Monday, July 12, 2010

"Getting It On - Graphic Studies"

Sometimes you accidently face the ideas that keep resurfacing while you're working.  Today I spent the afternoon sketching for several hours on the deck of my daughter's new home.  Living without a studio for over a month now, I'm beginning to feel a buildup of stored energy -- missing my studio discipline.  However, I am feeling pretty smart that I stocked 2 small pencil and pen boxes filled with Faber Castell's Soft Supracolor Pencils, PITT Artist Pens, Aqua Creta Colors, Caran d'Ache Painting Crayons, Wax Pastels,  favorite Prisma sharpener, water pens,  graphite pencils and the Tri Tip eraser!  Yes, I'm happy I have something to draw, sketch and paint with!  This withdrawal is pushing me into strange territory and bringing good information!  
I am missing the daily routine of painting and the physicality of the action.  I wouldn't call myself an "action painter", but working in multi-media (Encaustic, Oils & Acrylic) stimulates the need for dynamism while working.  This place of loss and gain forces you to become acquainted with your true circumstances.  

In this transition,  the process is bringing me to the "thinking" place.  My usual working method is intuitive, and the only preparation that takes place is the setting up of materials and my love of mixing paint -- creating polychromatic palettes-- a large part of my drive. I enjoy the alchemical process of experimenting with materials and expanding the possibilities.  

This slowing down is quite different from a "block".  I find myself thinking every day about painting and discovering clarity through working within my sketchbooks and sketchpads.  It's definitely presenting another chance to understand my process and my relationship with my process.  

It became apparent today that I have been exploring my paintings through the lens of photographing them whole and then in quadrants as well as taking oblique shots of the work.
My camera has been a great outlet lately and I am seriously looking at digital SLR cameras!
I watch myself sketching from my sketches!  Observing the aerial or tilt angles.  Just today I remembered an early childhood memory--  watching my Dad drafting --  technical mechanical drawings.  Watching him in production-- creating layouts, lines, dimensioning, text symbols, grids, etc.  I was indeed mesmerized at his talent.  He taught me how to hand-draw 2-D boxes, houses and rectangles.  I can't remember how to draw them now.  But -- something new is happening in my paintings and my relationship to them.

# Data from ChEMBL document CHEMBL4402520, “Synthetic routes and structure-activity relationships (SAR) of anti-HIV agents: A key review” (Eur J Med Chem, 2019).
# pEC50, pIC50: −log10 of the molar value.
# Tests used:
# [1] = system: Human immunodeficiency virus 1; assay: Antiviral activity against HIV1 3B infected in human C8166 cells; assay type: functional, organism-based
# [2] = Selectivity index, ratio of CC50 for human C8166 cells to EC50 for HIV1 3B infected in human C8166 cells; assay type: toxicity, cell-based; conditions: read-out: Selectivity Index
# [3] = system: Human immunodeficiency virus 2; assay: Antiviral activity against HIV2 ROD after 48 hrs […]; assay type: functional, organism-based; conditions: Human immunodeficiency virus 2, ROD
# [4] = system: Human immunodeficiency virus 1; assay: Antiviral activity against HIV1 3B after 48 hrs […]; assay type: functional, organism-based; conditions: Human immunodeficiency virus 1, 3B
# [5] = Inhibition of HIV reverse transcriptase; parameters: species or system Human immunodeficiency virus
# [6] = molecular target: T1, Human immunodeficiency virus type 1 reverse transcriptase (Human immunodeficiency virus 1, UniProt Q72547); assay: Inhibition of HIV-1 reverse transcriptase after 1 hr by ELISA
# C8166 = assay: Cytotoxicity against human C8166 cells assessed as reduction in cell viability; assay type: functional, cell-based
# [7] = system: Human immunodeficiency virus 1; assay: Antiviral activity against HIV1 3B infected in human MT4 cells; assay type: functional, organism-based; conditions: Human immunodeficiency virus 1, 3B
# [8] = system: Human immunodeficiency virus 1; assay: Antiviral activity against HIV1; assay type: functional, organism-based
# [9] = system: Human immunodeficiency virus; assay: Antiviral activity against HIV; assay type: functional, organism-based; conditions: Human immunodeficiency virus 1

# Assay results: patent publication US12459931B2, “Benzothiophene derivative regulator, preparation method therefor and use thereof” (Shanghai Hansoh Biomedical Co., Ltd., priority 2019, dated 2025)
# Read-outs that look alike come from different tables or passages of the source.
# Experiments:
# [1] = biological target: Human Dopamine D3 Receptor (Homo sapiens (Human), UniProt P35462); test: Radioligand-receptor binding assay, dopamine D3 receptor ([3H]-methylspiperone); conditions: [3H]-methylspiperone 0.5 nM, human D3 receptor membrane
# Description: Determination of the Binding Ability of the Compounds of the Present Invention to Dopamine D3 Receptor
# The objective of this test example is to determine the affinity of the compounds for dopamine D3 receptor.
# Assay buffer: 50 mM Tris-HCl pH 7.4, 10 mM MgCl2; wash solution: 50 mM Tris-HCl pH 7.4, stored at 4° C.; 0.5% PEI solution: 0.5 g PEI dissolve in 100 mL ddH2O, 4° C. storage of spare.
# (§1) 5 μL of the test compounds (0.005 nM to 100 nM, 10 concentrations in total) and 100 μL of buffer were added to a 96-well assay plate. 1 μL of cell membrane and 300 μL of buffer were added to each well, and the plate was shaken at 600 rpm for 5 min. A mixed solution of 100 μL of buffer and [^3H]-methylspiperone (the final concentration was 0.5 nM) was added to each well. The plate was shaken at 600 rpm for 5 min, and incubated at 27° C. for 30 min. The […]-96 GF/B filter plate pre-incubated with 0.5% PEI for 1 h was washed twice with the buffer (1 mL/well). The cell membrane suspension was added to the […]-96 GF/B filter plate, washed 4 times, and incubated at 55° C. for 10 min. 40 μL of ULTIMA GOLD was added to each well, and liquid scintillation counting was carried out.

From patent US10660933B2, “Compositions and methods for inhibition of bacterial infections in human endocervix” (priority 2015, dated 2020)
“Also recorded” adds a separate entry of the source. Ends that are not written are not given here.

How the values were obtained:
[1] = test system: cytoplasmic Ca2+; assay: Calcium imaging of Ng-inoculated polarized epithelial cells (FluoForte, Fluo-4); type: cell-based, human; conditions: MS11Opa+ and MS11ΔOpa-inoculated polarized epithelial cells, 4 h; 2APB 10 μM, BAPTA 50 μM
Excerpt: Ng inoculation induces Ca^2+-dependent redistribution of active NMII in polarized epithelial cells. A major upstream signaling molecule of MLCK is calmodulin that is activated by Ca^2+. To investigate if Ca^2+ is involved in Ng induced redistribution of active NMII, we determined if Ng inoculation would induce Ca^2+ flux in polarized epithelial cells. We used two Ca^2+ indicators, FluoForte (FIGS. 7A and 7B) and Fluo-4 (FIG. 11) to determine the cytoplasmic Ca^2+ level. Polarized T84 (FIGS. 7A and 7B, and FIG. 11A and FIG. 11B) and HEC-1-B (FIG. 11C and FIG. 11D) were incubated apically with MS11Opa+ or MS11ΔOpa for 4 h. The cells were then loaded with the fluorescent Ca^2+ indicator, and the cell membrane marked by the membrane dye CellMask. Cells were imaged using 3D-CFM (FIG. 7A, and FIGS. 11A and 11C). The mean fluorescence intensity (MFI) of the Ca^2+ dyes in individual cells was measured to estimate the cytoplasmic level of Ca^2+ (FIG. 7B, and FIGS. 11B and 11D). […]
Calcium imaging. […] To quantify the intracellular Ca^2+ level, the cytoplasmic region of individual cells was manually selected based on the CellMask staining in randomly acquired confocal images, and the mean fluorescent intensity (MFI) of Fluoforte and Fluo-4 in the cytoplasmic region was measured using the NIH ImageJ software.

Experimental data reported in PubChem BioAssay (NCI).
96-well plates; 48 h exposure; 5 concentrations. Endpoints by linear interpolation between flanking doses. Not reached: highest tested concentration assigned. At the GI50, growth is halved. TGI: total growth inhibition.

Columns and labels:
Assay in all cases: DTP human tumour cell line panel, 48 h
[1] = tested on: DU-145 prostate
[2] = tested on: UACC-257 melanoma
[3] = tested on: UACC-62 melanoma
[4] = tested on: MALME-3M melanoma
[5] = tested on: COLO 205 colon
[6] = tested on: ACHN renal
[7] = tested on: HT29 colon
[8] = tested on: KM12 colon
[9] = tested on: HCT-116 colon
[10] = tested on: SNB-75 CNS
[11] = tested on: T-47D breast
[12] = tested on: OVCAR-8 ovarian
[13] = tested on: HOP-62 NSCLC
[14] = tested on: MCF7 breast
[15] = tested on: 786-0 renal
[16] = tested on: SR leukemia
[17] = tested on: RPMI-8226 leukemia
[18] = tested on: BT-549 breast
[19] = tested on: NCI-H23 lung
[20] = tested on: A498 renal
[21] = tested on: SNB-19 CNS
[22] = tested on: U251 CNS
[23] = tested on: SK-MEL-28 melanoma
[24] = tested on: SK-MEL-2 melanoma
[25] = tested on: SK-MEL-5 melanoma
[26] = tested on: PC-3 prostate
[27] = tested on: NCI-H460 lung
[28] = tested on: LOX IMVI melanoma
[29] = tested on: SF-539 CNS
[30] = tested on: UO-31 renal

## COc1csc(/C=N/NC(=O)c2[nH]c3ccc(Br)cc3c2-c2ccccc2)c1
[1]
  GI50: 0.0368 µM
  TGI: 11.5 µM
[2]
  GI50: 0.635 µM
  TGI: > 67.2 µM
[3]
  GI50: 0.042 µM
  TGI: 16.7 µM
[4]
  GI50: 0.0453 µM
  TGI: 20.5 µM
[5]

Somehow the word, "perceptual" entered my mind as I was working long and digging in with my crayons and pencils today.  The trance-state of working is pure joy!  Working effortlessly and emerging hours later -- voila!   You have a little increment of work and it's even possible to appreciate the work without any self-consciousness.  (Op Art crossed my mind but feeling resistant to it.  No judgements or intellectualizing (too much) -- just, "get it on" and see what comes around!  

According to Wikipedia:
Perceptual art is a form of art that can trace its roots to the art history concepts of perceptualism as well as to twentieth century inventions of conceptual art and performance art.

In practice, perceptual art may be interpreted as the engagement of multi-sensory experiential stimuli combined with the multiplicity of interpretive meanings on the part of an observer. Sometimes, the role of observer is obscured as members of the public may unwittingly or unknowingly be participants in the creation of the artwork itself.

The concept of perceptualism has been discussed in historical and philosophical explorations of art and psychology, thus it forms an innate relationship between the artist and philosopher

Op art, also known as optical art, is a style[1] of visual art that makes use of optical illusions.
"Optical art is a method of painting concerning the interaction between illusion and picture plane, between understanding and seeing."[2] Op art works are abstract, with many of the better known pieces made in only black and white. When the viewer looks at them, the impression is given of movement, hidden images, flashing and vibration, patterns, or alternatively, of swelling or warping.

There's something exciting about finding your trance-state while making sketches and knowing you can just tear out the page, crumple it up and toss!  There's little investment but sometimes much to gain!   I am coming to understand much about where my early influences began.  

Whether you're inside or outside of your work, ready to engage or escape, stay with the best part -- even if it's a small corner!  Getting it on with 'graphic studies' is my little corner for now --
moment to moment.  

"Between each fruitful phase are long
periods of exploration, faltering, learning,
and working things out."
                 ____Kenneth Noland

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